Who the bleep are these people with books in print, anyway? Has the publishing world gone mad? Face it, what’s selling these days is pure drivel. The collective literary tastes of a nation have degraded to such an extent that no one will be able to recognize great work like yours. You’ve studied craft, gone to conferences, spent your life’s savings, missed family get-togethers (okay, maybe not such a sacrifice), your nephew’s graduation (the one who was a toddler when you started your novel), stopped socializing and started medicating…and Twilight is a bestseller? There are no words for the outrage you feel over having opened a vein for your art, only to have editors and agents reject your work without so much as a rejection slip or autoreply. If only you could convince someone of your brilliance, which is now more like an eensy glimmer of hope that you don’t suck as badly as you fear than it is the surging power of creative genius that once guided every word you wrote. If you can’t get a grip on the rage-induced inertia that’s numbing your senses, you’ll be up the river of Doubt without a paddle. If, however, you do somehow pull yourself together, the skies will open and you see the light of…
At some point, you’re going to wonder if you’ve been unrealistic. Maybe it’s time to compromise, agree to those suggestions from your critique group that you once thought would weaken the emotional heft of your opus. They’re probably wrong, but you have nothing to lose by proving that fact after all these months and years of ignoring their feedback. You make those revisions. The guy is a girl, maybe he’s a guy/girl and your story takes place on a planet without gender or limbs—that’s it. They’re a highly evolved form of sexless amoeba with lofty philosophies and killer weapons. Science fiction is a huge seller. You’ll get a name for yourself with that and then have money to work on your art. Heck, you might even write a few short stories just to get some publishing credits and build your resumé (in which case, you go back to Denial and get a good night’s sleep). Whatever you do at this point, it’s all natural and normal, as those folks with blank stares and large degrees like to say. It’s part of growing up as a writer to negotiate with people who are likely off their rocker. Some of them might be right. Whether they are or aren’t, as long as you don’t dive back into fits of Anger, Doubt or Denial, you are ready for…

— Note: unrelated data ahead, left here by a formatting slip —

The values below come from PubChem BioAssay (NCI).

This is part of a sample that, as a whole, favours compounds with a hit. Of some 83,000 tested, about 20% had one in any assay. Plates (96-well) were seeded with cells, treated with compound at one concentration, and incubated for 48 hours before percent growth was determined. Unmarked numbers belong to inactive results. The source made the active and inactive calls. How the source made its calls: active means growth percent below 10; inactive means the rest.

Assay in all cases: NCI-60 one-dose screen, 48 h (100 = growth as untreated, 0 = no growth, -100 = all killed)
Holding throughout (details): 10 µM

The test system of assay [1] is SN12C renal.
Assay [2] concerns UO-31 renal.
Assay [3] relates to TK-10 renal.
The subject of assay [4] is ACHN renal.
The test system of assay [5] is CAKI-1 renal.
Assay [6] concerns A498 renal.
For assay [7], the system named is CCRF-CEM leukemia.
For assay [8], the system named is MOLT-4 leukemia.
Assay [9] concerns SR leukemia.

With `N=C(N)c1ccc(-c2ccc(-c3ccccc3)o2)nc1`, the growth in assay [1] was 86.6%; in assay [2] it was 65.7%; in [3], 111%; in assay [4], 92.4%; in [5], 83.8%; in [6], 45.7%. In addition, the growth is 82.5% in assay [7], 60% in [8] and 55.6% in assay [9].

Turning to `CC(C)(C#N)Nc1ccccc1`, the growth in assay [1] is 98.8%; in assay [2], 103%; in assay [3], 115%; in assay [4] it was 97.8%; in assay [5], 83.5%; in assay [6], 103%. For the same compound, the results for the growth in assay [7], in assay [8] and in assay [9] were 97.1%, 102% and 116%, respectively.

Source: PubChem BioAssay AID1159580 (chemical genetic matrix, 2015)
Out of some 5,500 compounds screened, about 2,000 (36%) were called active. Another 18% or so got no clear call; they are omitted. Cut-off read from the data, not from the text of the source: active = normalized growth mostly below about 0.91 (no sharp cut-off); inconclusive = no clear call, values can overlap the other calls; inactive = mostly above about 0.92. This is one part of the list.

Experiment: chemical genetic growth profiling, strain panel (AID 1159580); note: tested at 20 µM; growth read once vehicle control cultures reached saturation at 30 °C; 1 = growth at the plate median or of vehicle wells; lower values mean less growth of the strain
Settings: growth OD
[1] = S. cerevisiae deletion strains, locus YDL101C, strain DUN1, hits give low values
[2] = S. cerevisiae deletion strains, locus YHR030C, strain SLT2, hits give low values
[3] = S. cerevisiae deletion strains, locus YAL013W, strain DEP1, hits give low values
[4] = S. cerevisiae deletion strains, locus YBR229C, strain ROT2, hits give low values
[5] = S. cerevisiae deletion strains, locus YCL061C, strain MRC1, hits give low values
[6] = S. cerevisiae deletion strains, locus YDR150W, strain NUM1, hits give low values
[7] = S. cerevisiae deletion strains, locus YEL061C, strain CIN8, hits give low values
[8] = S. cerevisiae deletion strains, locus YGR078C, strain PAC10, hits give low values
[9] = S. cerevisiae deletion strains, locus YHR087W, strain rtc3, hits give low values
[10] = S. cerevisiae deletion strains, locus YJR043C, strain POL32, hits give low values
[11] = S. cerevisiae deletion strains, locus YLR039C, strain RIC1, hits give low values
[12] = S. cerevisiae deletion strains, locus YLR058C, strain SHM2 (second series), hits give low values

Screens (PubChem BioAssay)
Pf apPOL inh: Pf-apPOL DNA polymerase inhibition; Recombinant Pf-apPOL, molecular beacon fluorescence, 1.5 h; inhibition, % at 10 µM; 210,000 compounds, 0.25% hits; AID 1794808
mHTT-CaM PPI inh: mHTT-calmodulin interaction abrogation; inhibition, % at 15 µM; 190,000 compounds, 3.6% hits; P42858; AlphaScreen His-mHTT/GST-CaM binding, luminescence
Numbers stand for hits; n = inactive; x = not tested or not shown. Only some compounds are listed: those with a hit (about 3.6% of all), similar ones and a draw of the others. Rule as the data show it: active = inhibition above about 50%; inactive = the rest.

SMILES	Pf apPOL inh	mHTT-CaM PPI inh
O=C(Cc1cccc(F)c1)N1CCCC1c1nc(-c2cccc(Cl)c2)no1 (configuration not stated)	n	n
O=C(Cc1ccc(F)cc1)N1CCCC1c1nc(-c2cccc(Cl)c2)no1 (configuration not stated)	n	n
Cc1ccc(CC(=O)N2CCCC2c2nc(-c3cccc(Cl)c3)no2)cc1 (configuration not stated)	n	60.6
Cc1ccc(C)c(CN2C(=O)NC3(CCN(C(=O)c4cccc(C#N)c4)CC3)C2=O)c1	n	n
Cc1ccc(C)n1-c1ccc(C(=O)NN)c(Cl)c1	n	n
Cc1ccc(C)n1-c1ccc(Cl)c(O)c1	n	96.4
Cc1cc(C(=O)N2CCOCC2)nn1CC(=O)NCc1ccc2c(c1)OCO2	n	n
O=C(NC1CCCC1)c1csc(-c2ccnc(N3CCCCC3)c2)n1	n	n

Perhaps an editor or agent sees your brilliance and calls/emails/sends a sky written message of acceptance that’s the talk of Twitter, or you simply acknowledge that this is a tough pursuit and you’re in it for a longer haul than you’d originally imagined. In either case of acceptance, you have found peace. Until, that is, you receive that delusional editorial letter (the one with unrealistic requests for revisions), or your labor of love is released into a worldwide vacuum of unbearable silence, or some nitwit on Amazon who reviews post-it-notes dared to say your story lacked dramatic tension, or people are asking you why it’s not being made into a movie (like Twilight), or why you still live in that trailer…then, well, at least you know what it takes to ride this out until the world comes to its senses.